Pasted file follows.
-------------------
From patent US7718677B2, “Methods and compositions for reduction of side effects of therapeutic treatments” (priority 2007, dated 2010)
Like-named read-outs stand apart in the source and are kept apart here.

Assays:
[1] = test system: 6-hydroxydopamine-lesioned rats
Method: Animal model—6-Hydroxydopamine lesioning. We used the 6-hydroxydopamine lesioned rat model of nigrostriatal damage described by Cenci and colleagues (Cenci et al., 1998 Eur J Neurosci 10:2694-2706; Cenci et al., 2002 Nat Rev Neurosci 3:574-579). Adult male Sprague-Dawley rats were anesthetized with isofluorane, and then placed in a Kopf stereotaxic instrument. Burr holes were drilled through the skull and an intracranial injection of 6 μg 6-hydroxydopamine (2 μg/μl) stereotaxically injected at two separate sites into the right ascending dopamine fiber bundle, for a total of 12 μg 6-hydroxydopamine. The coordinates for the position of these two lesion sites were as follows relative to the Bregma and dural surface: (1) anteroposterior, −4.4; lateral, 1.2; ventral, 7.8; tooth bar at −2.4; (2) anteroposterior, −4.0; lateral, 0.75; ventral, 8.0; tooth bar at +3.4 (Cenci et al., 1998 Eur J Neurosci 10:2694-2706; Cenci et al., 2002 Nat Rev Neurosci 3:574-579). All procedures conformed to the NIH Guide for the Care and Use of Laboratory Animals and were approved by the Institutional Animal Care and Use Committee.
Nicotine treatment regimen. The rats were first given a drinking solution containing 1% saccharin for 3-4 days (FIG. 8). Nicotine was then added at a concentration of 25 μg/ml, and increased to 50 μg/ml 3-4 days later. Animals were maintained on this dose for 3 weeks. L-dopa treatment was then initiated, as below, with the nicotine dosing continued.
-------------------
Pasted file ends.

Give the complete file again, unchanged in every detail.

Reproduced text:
From patent US7718677B2, “Methods and compositions for reduction of side effects of therapeutic treatments” (priority 2007, dated 2010)
Like-named read-outs stand apart in the source and are kept apart here.

Assays:
[1] = test system: 6-hydroxydopamine-lesioned rats
Method: Animal model—6-Hydroxydopamine lesioning. We used the 6-hydroxydopamine lesioned rat model of nigrostriatal damage described by Cenci and colleagues (Cenci et al., 1998 Eur J Neurosci 10:2694-2706; Cenci et al., 2002 Nat Rev Neurosci 3:574-579). Adult male Sprague-Dawley rats were anesthetized with isofluorane, and then placed in a Kopf stereotaxic instrument. Burr holes were drilled through the skull and an intracranial injection of 6 μg 6-hydroxydopamine (2 μg/μl) stereotaxically injected at two separate sites into the right ascending dopamine fiber bundle, for a total of 12 μg 6-hydroxydopamine. The coordinates for the position of these two lesion sites were as follows relative to the Bregma and dural surface: (1) anteroposterior, −4.4; lateral, 1.2; ventral, 7.8; tooth bar at −2.4; (2) anteroposterior, −4.0; lateral, 0.75; ventral, 8.0; tooth bar at +3.4 (Cenci et al., 1998 Eur J Neurosci 10:2694-2706; Cenci et al., 2002 Nat Rev Neurosci 3:574-579). All procedures conformed to the NIH Guide for the Care and Use of Laboratory Animals and were approved by the Institutional Animal Care and Use Committee.
Nicotine treatment regimen. The rats were first given a drinking solution containing 1% saccharin for 3-4 days (FIG. 8). Nicotine was then added at a concentration of 25 μg/ml, and increased to 50 μg/ml 3-4 days later. Animals were maintained on this dose for 3 weeks. L-dopa treatment was then initiated, as below, with the nicotine dosing continued.